Appeal from the victims of Controlled Digital Lending (CDL) — This week, a group of 38 organizations published the following appeal: “As working writers, translators, photographers, and graphic artists; as unions, organizations, and federations representing the creators of works included in published books; as book publishers; and as reproduction rights and public lending rights organizations; we oppose so-called ‘Controlled Digital Lending’ (CDL) as a flagrant violation of copyright and authors’ rights.” An accompanying FAQ explains the practice of CDL, why it falls beyond the bounds of copyright law, and why it harms authors and creators.
EU Copyright Directive: Breakthrough — Agreement on text for the new Directive was reached yesterday, after months of negotiations. See DSM Watch: Crunch Time for the Copyright Directive for more background, along with press releases about the text from both the European Commission and European Parliament. The text must now be translated into 23 other languages and passed by the EU Parliament.
The Copyright Directive: how the mob was told to save the dragon and slay the knight — The European Commission also published this fiery post on Medium following the agreement. “Of course, we know from recent elections and referendums that simple memorable slogans — however untrue or unobtainable — can go a long way to winning over hearts, minds and voters. And so it was, that the wholly inaccurate phrases ‘link taxes’ and ‘censorship machines’ started to be part of the campaign against the proposed Copyright Directive. Never let the truth get in the way of a catchy slogan.”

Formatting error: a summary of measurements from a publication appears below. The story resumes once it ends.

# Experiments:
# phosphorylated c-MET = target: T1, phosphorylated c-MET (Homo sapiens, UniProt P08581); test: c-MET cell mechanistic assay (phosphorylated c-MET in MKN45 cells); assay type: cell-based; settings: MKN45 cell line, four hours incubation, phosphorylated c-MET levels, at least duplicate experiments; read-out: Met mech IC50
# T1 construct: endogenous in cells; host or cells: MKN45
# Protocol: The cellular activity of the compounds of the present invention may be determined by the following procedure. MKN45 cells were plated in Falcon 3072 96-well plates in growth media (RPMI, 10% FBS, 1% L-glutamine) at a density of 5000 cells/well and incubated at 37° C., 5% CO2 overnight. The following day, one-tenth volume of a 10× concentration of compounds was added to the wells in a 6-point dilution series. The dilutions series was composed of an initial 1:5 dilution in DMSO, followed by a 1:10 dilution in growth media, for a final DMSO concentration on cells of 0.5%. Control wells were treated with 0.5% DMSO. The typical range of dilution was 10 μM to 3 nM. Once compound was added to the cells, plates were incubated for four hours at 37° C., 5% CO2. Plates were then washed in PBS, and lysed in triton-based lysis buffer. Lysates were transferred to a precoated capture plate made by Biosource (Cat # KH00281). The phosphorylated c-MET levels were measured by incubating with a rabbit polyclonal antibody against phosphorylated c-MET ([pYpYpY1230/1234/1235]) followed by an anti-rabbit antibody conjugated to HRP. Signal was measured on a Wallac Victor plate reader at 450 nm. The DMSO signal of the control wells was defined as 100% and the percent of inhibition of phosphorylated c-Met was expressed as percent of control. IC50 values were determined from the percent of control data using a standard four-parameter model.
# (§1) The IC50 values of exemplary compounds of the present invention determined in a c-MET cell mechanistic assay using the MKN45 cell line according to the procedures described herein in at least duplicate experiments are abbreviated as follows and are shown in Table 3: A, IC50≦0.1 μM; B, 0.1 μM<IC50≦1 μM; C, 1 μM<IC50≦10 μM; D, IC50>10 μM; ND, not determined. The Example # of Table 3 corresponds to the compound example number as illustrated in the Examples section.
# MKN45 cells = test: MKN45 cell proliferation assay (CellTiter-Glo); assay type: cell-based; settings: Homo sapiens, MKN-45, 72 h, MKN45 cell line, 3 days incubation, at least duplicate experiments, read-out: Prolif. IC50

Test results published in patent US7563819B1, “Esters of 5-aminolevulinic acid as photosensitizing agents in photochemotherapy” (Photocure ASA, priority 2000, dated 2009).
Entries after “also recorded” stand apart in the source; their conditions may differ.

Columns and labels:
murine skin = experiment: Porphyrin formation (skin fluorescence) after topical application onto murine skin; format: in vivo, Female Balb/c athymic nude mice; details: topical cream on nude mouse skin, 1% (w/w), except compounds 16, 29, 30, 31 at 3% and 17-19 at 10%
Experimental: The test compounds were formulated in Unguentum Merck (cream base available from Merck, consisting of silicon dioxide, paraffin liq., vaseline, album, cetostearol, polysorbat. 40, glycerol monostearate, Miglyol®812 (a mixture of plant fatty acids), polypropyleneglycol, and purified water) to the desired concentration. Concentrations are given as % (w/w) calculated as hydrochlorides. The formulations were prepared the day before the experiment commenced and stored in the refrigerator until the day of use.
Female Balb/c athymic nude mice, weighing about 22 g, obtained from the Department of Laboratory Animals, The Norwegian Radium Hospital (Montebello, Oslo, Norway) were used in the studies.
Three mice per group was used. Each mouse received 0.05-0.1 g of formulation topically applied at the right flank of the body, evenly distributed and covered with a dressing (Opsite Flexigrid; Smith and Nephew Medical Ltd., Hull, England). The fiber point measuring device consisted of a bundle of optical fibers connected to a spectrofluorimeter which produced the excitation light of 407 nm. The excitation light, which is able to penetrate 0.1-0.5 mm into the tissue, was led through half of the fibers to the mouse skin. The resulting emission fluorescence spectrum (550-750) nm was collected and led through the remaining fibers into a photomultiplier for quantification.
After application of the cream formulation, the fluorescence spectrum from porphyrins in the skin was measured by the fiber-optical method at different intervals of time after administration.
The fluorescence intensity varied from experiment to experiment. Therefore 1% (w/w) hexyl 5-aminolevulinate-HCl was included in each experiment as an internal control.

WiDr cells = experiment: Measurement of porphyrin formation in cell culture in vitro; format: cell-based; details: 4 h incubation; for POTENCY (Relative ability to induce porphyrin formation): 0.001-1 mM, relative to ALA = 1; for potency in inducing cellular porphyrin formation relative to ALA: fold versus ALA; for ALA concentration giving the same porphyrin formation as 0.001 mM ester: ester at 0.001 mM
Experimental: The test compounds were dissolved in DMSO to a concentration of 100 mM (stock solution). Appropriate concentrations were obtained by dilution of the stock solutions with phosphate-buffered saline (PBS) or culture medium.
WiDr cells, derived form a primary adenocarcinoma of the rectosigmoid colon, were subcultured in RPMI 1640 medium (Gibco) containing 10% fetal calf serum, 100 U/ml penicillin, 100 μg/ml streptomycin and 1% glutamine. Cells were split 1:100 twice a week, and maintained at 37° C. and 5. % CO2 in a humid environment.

Copyright Office Refuses Registration for ‘Fresh Prince’ Star’s ‘Carlton Dance’ — Eriq Gardner reports, “In correspondence last month that was surfaced on Wednesday in California federal court, Saskia Florence, a supervisory registration specialist in the Office’s Performing Arts Division, told Ribeiro’s attorney that registration must be refused because his claimed ‘choreographic work’ was a ‘simple dance routine.'”